Limbaugh didn't return an e-mail request for comment.
Rhodes, 46, and Robertson, an independent television producer, divorced in April but remain close.
She transitioned to politics via the O.J. Simpson trial, then devoted the late '90s to defending Bill Clinton.
''My Bill,'' she sighs. ``I love my Bill.''
She was determined to become ``the go-to person for politics. . . . With Paula Jones and one thing and another, you were never at a loss to be the great defender.''
She yearned for syndication and was actively pursuing it last year with the help of Norman Wayne, a Palm Beach snowbird who once owned a string of stations including Miami's Y-100.
He heard her and thought: ``This is a major talent . . . a brash, in-your-face performer with great humor and insight. . . . She should have an audience twice the size of Rush Limbaugh.''
Wayne, 76, put up the cash to start Randi Rhodes Productions, then tried to sell the show station by station.
``It was a long, long haul. A lot of stations are slow to change. It was unproven in other markets. And there was no rush to put liberals on the air.
``All of a sudden, while we're trying to work this out, along comes Air America.''
Rhodes' gift, says Wayne -- now an Air America investor -- is that ``she's hilarious every day. . . . She's a tough Brooklyn broad with a wealth of knowledge.''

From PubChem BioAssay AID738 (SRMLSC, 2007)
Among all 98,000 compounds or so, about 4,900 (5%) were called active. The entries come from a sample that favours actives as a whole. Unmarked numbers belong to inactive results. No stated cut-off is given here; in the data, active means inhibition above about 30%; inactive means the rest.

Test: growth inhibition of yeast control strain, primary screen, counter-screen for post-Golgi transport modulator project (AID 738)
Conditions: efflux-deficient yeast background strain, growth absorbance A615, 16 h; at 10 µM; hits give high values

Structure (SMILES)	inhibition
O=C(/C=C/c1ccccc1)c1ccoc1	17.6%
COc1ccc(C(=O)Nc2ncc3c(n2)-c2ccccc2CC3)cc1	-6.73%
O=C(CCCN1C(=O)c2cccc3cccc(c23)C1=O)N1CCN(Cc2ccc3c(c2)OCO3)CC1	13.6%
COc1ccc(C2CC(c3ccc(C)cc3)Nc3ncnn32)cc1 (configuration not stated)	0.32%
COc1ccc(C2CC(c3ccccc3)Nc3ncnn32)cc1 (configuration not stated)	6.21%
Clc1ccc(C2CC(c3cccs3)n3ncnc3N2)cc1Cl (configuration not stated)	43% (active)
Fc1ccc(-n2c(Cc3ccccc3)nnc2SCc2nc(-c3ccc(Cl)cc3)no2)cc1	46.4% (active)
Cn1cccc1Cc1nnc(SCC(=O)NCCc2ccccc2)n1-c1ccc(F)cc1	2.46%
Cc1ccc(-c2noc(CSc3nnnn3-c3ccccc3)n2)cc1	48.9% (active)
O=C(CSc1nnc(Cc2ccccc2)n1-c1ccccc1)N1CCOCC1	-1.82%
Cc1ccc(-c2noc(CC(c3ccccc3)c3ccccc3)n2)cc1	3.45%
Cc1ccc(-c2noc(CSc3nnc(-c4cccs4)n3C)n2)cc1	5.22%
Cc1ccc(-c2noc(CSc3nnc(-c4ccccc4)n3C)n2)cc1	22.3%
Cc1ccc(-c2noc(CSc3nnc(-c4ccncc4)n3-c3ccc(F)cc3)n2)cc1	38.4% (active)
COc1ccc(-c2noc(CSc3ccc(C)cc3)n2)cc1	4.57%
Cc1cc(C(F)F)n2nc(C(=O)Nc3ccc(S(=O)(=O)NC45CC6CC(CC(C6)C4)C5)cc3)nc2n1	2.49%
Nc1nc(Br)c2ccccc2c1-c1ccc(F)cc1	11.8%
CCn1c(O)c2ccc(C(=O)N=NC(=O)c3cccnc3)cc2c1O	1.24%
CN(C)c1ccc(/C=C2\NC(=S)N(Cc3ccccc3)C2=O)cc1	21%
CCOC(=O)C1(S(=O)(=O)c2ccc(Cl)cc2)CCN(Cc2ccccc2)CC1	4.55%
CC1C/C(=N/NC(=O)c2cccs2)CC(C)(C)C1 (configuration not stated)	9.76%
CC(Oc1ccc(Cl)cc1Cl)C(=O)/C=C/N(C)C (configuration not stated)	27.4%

The independent trade publication Talkers Magazine lists Rhodes among the country's 100 most important talk-show hosts. Its publisher, Michael Harrison, says she represents a minority: ``a woman who does very well getting ratings as a liberal. She could have considered herself successful had she never left JNO.''
Last fall, Democrats decided to combat conservative talk on its own turf. A group of party heavyweights went looking for like-minded on-air personalities, bringing 30 to Washington for a closer look.
``We spent a whole day going to every last committee so they could teach these people how government works.''
This was heaven for Rhodes, ``cause I'm a dork. I watch C-SPAN. That's reality TV for me.''
She challenged Delaware Sen. Joseph Biden: ```If you don't start calling the Republicans liars, which they are, and do something about talk radio, you'll be a minority party for 10 years.'
'He said, `Why do you have to pick the hardest thing there is to do?' I said, 'With all due respect, Senator, they've been calling my president [Clinton] a liar for eight years; why is that hard for you?' ''
The group was winnowed down to Rhodes and North Dakota's Ed Schultz.
But Rhodes backed out when she realized the party's big donors would ``control the message. . . . I don't want to do your talking points every day.''
At the same time, comic Janeane Garofalo and writer/satirist Al Franken were putting together Air America, which ''got off to a rather rugged start,'' recalls Ross.
Financing evaporated. Managers and board members came and went. At one point, the network couldn't make payroll. But, says Rhodes, ''We were going forward. We're here. We're ready. We're doing it. . . . But it was a nightmare for a really long time,'' until new investors bailed them out.